WASHINGTON, Aug. 30 (UPI) -- The federal government says it's dropping a 2015 deadline for local governments to begin replacing street-name and road signs with easier-to-read versions.
Under a proposal announced by Transportation Secretary Ray LaHood, local governments will be allowed to switch them for reflective, easier-to-read replacements as they wear out, USA Today reported Tuesday.
"A specific deadline for replacing street signs makes no sense and would have cost communities across America millions of dollars in unnecessary expenses," LaHood said. "After speaking with local and state officials across the country, we are proposing to eliminate these burdensome regulations. It's just plain common sense."
Under the original deadline, municipalities that failed to replace the signs in time faced the possible loss of federal funds.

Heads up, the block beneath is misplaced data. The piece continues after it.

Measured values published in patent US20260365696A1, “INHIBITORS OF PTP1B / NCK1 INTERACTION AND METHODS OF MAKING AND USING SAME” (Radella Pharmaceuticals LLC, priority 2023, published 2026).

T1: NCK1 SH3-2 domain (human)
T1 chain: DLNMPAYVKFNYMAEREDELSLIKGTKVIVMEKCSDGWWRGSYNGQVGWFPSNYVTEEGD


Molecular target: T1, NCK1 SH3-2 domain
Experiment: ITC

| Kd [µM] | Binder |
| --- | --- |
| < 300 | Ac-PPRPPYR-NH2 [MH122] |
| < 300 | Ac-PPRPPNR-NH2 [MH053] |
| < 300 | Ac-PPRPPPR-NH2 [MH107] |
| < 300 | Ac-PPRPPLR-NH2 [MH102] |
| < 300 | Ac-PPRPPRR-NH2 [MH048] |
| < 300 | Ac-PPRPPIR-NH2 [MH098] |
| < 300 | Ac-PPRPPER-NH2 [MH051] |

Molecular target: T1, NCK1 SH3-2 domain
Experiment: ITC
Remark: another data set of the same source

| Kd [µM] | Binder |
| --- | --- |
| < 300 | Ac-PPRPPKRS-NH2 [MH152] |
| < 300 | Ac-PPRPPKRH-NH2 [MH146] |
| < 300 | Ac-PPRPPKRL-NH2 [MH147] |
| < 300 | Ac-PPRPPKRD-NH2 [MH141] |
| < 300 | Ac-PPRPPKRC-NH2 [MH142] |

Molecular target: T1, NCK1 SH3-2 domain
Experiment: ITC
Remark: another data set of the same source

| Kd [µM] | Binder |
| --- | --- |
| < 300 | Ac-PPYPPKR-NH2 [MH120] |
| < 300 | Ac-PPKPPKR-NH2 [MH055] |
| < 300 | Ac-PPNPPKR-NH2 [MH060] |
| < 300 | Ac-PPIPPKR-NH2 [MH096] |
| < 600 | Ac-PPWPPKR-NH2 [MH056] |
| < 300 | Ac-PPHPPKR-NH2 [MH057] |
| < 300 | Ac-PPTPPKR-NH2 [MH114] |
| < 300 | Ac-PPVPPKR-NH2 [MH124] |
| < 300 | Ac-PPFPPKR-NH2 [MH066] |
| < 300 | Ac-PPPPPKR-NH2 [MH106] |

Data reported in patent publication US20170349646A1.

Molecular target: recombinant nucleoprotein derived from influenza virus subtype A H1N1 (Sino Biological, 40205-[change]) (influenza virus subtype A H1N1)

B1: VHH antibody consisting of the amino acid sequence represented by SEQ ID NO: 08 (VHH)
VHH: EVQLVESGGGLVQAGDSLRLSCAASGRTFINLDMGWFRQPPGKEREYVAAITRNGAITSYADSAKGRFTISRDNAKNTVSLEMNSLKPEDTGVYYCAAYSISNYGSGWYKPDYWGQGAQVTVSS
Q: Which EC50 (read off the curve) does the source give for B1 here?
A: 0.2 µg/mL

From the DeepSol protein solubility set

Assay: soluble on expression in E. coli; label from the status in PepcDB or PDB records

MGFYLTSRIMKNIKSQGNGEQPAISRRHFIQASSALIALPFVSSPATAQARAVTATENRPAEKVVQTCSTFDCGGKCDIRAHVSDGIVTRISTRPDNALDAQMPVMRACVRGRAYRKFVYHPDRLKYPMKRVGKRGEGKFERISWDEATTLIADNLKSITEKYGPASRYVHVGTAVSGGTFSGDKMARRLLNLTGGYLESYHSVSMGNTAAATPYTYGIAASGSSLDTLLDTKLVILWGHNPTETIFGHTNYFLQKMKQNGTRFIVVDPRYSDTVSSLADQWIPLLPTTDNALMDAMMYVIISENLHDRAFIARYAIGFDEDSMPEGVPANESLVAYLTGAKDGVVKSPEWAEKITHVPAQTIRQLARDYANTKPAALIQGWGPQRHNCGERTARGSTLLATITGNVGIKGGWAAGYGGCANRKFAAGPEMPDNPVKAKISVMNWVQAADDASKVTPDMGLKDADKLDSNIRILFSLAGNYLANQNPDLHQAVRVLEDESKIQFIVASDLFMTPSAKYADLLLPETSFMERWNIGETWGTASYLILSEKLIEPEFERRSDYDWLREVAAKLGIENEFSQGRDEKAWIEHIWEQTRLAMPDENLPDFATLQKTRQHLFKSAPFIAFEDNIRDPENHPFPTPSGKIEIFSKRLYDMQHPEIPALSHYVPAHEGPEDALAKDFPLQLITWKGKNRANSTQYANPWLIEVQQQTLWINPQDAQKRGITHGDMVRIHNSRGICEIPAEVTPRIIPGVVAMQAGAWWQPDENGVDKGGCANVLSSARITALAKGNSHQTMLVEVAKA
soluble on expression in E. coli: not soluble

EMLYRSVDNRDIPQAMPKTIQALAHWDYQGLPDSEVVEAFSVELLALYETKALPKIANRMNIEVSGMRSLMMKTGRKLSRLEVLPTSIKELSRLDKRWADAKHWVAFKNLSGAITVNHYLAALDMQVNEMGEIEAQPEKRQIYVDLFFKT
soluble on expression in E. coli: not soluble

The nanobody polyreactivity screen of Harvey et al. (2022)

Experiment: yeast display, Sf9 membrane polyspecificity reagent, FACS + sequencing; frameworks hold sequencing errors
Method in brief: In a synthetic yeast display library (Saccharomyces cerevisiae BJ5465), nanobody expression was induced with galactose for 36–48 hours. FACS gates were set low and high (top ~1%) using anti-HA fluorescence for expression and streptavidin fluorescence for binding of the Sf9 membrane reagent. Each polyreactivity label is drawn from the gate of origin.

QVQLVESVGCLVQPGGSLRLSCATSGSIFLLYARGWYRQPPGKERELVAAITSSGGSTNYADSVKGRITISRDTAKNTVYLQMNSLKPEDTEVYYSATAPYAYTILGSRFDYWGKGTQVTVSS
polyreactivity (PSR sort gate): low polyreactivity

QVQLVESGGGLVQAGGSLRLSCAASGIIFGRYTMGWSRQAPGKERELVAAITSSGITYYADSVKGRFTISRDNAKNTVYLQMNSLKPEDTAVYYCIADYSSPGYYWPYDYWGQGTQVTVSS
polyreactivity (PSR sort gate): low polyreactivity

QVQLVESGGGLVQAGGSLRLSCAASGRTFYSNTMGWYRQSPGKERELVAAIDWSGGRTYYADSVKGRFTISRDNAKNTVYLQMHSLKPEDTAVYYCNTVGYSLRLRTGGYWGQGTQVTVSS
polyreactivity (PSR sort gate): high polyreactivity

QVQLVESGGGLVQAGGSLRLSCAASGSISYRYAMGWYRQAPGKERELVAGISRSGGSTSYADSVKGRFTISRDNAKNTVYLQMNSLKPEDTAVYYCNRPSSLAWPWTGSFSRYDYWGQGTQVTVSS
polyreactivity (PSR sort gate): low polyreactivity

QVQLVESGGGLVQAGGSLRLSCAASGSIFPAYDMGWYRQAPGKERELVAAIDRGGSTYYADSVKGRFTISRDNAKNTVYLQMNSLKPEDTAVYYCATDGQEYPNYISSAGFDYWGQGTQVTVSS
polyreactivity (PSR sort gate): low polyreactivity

"Local and state transportation agencies are best-equipped to determine when they need to replace signs and other items in the course of their daily work," Federal Highway Administration head Victor Mendez said.
Replacement street-name signs will be required to have larger lettering and warning signs such as "Pass with care" and "Low clearance" will have to be larger. All new signs must be reflective for better visibility at night.